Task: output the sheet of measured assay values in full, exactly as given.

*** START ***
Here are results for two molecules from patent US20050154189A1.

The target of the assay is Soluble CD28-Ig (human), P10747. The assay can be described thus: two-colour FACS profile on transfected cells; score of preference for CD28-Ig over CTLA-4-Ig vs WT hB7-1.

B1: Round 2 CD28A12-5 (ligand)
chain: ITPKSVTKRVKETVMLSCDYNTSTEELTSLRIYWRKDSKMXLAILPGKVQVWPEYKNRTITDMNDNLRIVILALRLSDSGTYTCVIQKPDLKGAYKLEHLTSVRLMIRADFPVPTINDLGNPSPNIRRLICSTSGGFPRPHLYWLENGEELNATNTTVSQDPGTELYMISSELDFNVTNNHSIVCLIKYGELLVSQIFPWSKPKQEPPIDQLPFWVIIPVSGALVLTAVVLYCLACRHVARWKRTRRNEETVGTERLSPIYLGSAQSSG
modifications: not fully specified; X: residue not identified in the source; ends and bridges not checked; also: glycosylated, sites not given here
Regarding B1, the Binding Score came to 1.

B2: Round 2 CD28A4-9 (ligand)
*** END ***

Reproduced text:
Here are results for two molecules from patent US20050154189A1.

The target of the assay is Soluble CD28-Ig (human), P10747. The assay can be described thus: two-colour FACS profile on transfected cells; score of preference for CD28-Ig over CTLA-4-Ig vs WT hB7-1.

B1: Round 2 CD28A12-5 (ligand)
chain: ITPKSVTKRVKETVMLSCDYNTSTEELTSLRIYWRKDSKMXLAILPGKVQVWPEYKNRTITDMNDNLRIVILALRLSDSGTYTCVIQKPDLKGAYKLEHLTSVRLMIRADFPVPTINDLGNPSPNIRRLICSTSGGFPRPHLYWLENGEELNATNTTVSQDPGTELYMISSELDFNVTNNHSIVCLIKYGELLVSQIFPWSKPKQEPPIDQLPFWVIIPVSGALVLTAVVLYCLACRHVARWKRTRRNEETVGTERLSPIYLGSAQSSG
modifications: not fully specified; X: residue not identified in the source; ends and bridges not checked; also: glycosylated, sites not given here
Regarding B1, the Binding Score came to 1.

B2: Round 2 CD28A4-9 (ligand)